May 9, 2016 | Economic Outlook

Economic Outlook - May 2016

  1. U.S. GDP growth in the first three months of 2016 was disappointing, continuing the trend of weakening sequential growth over the last year. The economy expanded just 0.5% (on an annualized basis), the slowest rate in two years. Consumer spending was lackluster, and a strong dollar continued to undercut exports. Economists had forecast economic growth of 0.7%, following the 1.4% pace of the fourth quarter. We now anticipate GDP growth for the full year to range between 2%-2.5%.

  2. The euro zone economy, on the other hand, grew at its fastest pace in five years in the first quarter. Euro zone growth of 0.6% beat even the most optimistic expectations. Unemployment fell to 10.2%, the lowest rate in over four years. Less positive news, however, was the report that consumer prices declined by 0.2% year over year. The core rate of PCE (personal consumption expenditure) inflation fell to 1.6%. Inflation has undershot the ECB’s 2% target for more than three years. The ECB President, Mario Draghi, has said monetary policy would remain loose for an extended period of time.

  3. After meeting for two days in April, the Fed left its benchmark overnight interest rate target unchanged at 0.25%-0.50% and suggested it was in no hurry to tighten monetary policy further. In a statement released afterwards, the Fed said that it is continuing to closely monitor “inflation indicators and global economic and financial developments.” In March, the Fed called these areas risks to the U.S. economy. Fed policymakers have forecast two interest rate hikes this year, down from four in January.

  4. While the energy sector remains in a rut, the overall labor market in the U.S. continues to expand steadily. Employment gains averaged 209,000 jobs per month in the first quarter. The four-week average of initial claims has fallen to its lowest level since 1973. We expect this trend to continue for the foreseeable future.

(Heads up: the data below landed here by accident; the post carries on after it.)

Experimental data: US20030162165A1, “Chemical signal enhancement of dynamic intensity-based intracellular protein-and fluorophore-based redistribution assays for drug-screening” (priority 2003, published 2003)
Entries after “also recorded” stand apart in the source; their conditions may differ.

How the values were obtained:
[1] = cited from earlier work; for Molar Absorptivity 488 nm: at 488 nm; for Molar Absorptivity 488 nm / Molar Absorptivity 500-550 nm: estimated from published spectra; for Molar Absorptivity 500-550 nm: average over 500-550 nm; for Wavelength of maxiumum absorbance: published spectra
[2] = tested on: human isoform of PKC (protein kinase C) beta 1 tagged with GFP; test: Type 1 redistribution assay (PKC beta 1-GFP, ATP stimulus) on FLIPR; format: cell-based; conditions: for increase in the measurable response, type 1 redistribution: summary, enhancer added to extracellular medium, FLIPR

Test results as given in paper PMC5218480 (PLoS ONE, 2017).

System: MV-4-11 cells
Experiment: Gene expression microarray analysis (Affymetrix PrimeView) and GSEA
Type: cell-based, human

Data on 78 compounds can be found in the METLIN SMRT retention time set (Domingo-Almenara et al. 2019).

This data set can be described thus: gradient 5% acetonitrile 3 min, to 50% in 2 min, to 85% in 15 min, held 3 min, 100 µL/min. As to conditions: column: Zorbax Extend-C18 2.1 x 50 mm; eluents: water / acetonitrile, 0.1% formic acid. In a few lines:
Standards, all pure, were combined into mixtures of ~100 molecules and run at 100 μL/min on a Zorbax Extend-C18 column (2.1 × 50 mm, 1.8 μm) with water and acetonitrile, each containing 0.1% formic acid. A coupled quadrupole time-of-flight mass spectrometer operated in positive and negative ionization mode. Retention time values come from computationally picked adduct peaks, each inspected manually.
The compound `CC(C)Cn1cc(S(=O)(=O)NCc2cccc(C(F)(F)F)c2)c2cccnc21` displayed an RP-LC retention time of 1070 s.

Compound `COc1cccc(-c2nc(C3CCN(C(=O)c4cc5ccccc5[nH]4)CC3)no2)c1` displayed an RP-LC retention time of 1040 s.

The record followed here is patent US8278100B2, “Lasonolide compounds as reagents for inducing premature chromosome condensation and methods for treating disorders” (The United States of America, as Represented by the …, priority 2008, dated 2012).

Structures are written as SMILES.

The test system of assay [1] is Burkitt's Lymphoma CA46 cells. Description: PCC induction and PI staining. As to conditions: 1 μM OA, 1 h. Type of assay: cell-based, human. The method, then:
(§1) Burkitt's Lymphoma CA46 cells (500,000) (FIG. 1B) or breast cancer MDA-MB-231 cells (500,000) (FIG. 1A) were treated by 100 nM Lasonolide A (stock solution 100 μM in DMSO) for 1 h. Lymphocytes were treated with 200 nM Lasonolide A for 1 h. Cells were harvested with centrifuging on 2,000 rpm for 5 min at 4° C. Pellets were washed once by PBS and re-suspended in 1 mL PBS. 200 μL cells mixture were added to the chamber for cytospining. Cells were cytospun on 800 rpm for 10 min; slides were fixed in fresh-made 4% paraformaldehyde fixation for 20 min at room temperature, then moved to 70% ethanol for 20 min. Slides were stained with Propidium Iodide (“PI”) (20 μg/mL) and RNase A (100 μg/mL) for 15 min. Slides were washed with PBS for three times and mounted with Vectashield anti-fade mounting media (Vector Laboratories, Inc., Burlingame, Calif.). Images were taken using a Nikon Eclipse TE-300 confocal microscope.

5. The Institute for Supply Management’s manufacturing and nonmanufacturing surveys, which are closely correlated to economic activity, have rebounded in recent months. The ISM reported that its gauge of factory activity rose to 51.8 in March from 49.5 in February (a reading above 50 indicates growth in the sector).  The ISM Non-Manufacturing Index rose to 54.5.

  6. After unexpectedly cutting its benchmark interest rate below zero back in January, the Bank of Japan surprised investors by not easing monetary policy further in April. Expectations had been building for weeks ahead of the policy meeting. When the decision to do nothing came to light, the yen promptly strengthened against the dollar, and the Japanese stock market fell 3.6%. The Japanese currency is up 11% versus the dollar this year. Due to the continued lack of inflation and strength of the yen, we anticipate the BOJ will eventually ease.

Sources: Bloomberg LLC, Thompson Financial, Dow  Jones, U.S. Commerce Department, Bloomberg Businessweek, IHS iSuppli

* This commentary reflects the opinions of Welch & Forbes based on information that we believe to be reliable. It is intended for informational purposes only, and not to suggest any specific performance or results, nor should it be considered investment, financial, tax or other professional advice. It is not an offer or solicitation.

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